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Afghanistan Can’t Pay Its Electricity Bills

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Afghanistan Can’t Pay Its Electricity Bills

Afghanistan imports a majority of its electricity supplies, and the bills have not been paid.

Afghanistan Can’t Pay Its Electricity Bills
Credit: Depositphotos

Afghanistan imports most of its electricity: 78 percent of its electricity needs according to a recent Bloomberg report. The country’s state power company, now under Taliban management as is the rest of the Afghan government, reportedly has appealed to the United Nations Assistance Mission in Afghanistan (UNAMA) for $90 million to settle nearly three months of unpaid electricity bills.

Last week, the acting head of Da Afghanistan Breshna Sherkat (DABS), the Afghan state energy monopoly, Safiullah Ahmadzai, told the Wall Street Journal, “Our neighboring states now have the right to cut our power, under the contract… We are convincing them not to do that and that they will get paid.”

Ahmadzai said Afghanistan usually pays $20-$25 million a month to Uzbekistan, Tajikistan, Turkmenistan, and Iran for electricity. Those bills have gone unpaid, with the Taliban disconnected from the Afghan government’s internationally stashed and frozen reserves and collections from domestic electricity customers slowing to a trickle.

According to TOLO News, DABS is working on a procedure to sell off the property of former government officials who haven’t paid their electricity bills. DABS says the total amount owed to the company is around 500 million Afghanis (around $5.5 million). But even that won’t but scratch the surface of what is owed.

So far, Afghanistan’s neighbors have kept the lights on. Uzbekistan continues to supply electricity, as does Tajikistan, despite Dushanbe’s verbal quarreling with the Taliban. 

But winter is coming and so far UNAMA has not responded yet to the Taliban’s request for aid to pay its bills.

There is the possibility that Tajikistan, in particular, cuts off the electricity supply to Afghanistan as a further escalation of its tensions with the Taliban. But there is a more practical reality to consider as well. The winter of 2020-2021 provides a preview of potential problems as Central Asia’s electricity exporters will need to grapple with the needs of their own populations.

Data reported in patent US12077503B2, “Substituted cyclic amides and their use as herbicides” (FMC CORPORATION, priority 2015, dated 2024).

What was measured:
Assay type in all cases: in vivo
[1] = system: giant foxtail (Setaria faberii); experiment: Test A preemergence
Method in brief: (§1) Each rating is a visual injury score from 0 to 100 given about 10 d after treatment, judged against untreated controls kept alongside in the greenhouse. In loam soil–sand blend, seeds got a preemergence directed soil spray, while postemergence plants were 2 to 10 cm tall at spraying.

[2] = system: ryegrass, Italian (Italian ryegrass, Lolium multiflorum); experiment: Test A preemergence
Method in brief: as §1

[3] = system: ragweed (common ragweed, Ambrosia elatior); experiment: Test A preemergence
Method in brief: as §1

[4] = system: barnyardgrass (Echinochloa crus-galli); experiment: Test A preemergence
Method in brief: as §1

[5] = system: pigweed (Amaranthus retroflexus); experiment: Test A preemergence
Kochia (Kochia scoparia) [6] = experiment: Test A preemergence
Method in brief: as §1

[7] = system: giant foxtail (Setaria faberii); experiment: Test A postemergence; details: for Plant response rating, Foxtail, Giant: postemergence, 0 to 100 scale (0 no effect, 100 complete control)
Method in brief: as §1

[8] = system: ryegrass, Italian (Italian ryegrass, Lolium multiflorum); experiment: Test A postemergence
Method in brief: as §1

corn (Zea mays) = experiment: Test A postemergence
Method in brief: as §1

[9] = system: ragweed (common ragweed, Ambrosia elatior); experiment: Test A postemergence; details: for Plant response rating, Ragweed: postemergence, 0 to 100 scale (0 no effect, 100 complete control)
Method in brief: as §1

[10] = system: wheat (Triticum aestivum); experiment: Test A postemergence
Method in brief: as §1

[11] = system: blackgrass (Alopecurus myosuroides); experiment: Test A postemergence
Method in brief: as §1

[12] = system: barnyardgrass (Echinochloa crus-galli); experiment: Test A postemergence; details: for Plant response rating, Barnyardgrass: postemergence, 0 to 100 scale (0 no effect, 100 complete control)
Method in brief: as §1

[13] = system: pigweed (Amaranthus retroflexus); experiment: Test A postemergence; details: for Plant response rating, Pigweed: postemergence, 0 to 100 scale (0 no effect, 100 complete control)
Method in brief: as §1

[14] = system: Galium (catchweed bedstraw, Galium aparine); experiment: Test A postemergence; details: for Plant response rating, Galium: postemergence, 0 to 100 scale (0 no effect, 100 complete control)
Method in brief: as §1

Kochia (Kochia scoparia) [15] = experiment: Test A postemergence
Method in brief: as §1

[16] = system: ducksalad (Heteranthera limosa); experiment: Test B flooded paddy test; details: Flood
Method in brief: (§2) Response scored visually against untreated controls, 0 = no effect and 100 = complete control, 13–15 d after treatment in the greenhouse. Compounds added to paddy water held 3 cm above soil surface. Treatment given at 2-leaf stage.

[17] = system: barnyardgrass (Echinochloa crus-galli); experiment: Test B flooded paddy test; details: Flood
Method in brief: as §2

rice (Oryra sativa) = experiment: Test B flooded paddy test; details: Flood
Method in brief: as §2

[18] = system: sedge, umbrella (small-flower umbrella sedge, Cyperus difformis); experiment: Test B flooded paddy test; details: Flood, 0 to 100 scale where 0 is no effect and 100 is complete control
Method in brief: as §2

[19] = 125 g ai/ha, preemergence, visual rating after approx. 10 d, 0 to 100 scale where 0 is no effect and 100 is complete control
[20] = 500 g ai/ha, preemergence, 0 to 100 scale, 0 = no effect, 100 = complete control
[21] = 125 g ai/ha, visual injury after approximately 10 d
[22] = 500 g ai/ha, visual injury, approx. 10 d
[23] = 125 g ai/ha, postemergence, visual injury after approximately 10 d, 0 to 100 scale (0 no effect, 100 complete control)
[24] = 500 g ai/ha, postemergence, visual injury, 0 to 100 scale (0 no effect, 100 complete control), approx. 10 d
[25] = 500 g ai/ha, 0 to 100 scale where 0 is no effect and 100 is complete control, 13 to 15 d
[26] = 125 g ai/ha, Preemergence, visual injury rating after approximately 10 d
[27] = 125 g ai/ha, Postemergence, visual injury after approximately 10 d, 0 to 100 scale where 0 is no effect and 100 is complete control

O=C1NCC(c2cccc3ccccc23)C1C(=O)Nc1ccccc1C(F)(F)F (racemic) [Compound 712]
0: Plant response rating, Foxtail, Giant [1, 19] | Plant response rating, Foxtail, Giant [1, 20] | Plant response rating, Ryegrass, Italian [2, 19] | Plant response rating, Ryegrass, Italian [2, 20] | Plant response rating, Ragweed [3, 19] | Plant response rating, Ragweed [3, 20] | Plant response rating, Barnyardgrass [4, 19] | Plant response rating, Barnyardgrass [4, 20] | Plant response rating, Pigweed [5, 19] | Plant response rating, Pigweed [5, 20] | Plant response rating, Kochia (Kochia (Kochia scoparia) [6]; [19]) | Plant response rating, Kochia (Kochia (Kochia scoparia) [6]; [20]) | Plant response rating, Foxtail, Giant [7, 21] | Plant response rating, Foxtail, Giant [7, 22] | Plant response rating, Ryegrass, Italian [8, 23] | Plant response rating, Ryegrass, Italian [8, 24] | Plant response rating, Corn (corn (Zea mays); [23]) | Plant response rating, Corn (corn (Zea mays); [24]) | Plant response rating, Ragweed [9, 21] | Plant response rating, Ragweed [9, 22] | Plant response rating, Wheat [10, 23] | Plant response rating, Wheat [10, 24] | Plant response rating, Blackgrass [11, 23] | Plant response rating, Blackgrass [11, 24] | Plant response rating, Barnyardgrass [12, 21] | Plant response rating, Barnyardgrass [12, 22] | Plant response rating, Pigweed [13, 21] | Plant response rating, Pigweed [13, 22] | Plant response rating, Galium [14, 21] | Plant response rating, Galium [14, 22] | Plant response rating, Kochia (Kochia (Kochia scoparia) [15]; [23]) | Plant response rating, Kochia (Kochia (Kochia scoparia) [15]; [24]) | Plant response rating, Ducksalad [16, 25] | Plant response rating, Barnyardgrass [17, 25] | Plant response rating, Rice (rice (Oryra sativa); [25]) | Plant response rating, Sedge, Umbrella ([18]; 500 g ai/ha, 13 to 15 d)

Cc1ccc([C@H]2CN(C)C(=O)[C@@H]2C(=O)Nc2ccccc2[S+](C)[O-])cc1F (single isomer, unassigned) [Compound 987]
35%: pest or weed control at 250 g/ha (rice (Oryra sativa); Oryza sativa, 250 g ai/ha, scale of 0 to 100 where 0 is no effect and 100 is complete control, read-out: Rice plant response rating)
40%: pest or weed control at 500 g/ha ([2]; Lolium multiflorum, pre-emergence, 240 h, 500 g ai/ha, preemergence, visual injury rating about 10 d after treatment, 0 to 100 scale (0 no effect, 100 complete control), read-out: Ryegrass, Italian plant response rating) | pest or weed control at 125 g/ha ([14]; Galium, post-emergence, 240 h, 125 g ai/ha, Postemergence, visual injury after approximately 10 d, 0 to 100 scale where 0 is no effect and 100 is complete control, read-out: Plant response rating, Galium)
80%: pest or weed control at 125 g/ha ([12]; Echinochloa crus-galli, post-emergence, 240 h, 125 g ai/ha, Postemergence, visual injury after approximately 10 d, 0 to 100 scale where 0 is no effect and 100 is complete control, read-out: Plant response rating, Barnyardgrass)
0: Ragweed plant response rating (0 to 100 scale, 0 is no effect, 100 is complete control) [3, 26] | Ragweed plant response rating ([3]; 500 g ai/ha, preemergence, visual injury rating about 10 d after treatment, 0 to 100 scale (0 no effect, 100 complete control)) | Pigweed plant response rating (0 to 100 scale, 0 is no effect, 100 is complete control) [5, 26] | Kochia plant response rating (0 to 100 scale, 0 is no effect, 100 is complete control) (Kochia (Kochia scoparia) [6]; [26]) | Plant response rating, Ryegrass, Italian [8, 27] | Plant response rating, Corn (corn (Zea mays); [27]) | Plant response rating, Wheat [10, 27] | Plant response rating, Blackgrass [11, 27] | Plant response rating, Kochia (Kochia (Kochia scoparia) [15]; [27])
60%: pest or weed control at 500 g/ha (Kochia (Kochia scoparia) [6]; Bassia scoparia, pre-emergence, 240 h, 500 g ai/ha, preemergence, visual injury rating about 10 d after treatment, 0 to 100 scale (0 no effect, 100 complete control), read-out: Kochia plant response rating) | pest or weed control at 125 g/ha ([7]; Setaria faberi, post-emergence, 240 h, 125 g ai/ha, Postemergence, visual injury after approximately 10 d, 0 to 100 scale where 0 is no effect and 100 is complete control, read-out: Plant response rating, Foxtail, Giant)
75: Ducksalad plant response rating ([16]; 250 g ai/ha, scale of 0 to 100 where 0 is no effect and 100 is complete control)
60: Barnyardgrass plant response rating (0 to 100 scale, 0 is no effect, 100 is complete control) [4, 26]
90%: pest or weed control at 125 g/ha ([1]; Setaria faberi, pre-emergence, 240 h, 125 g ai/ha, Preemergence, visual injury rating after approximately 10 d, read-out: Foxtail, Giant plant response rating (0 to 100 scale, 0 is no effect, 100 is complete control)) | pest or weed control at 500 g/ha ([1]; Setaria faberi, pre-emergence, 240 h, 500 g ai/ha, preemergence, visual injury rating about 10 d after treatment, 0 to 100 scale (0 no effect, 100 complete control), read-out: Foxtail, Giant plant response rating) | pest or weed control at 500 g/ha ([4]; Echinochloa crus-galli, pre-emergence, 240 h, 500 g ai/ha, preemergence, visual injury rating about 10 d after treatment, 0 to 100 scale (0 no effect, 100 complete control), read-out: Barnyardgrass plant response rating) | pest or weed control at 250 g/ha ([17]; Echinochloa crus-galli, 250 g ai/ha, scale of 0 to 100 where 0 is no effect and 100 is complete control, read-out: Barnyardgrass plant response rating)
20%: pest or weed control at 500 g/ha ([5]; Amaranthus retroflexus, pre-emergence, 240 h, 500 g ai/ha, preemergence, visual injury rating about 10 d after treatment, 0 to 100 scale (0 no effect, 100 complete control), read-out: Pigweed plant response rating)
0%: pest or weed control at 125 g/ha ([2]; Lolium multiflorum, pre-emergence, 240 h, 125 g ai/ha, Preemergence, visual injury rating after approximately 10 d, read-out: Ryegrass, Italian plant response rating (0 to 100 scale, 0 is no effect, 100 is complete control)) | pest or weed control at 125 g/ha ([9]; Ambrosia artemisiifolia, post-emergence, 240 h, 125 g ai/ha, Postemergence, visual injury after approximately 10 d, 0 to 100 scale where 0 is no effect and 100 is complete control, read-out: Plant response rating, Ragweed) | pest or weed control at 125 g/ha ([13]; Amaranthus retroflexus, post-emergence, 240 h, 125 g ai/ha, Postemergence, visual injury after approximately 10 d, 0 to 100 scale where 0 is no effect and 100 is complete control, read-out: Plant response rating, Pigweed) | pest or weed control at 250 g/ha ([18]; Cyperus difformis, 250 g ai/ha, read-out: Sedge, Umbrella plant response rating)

One potential problem is technical glitches — hard to predict, of course, but a real possibility. In early 2021, Uzbekistan’s exports to Afghanistan suddenly dropped off due to technical problems. As TOLO News reported at the time, in a 24 hour period Kabul had just 20 minutes of electricity. Afghans were understandably frustrated given that the country was paying $100 million per year to Uzbekistan for electricity. Supplies were restored within a week, but technical problems remain an ever-present threat. 

Technical problems can also be fomented by environmental problems. Last winter, Tajikistan was rationing electricity domestically due to lower-than-usual levels at the Nurek reservoir and dam, but was pushing to increase revenue-generating exports. Earlier, however, in the summer of 2020, Dushanbe was forced to cut its usual supplies to Uzbekistan in mid-July and to Afghanistan in late July 2020. Supplies resumed when conditions improved, but climate change’s impact on the amount and timing of snow, ice melt, and rain — all necessary to run the region’s hydropower plants — will only grow.

And then there are security risks. Back in 2016 it was the Taliban blowing up electricity pylons carrying Uzbek electricity, but the Taliban are not the only gang in town. On Monday, the Taliban claimed to have raided the hideout of an Islamic State cell in Kabul following a bombing at a mosque on Sunday. Now that the Taliban are in power, they will have to deal with their own foes — and electricity infrastructure is an easy target. 

Finally, there’s politics. As noted above, Tajikistan’s friction with the Taliban may influence its decisions to keep the power on or cut it off — especially as winter demands ratchet up domestically. The matter of electricity is a point of leverage over the Taliban for the country’s neighbors and partners. But the cost of punishing Afghanistan for nonpayment, either for actual financial reasons or political reasons, will be borne most acutely by average Afghans when the lights go out.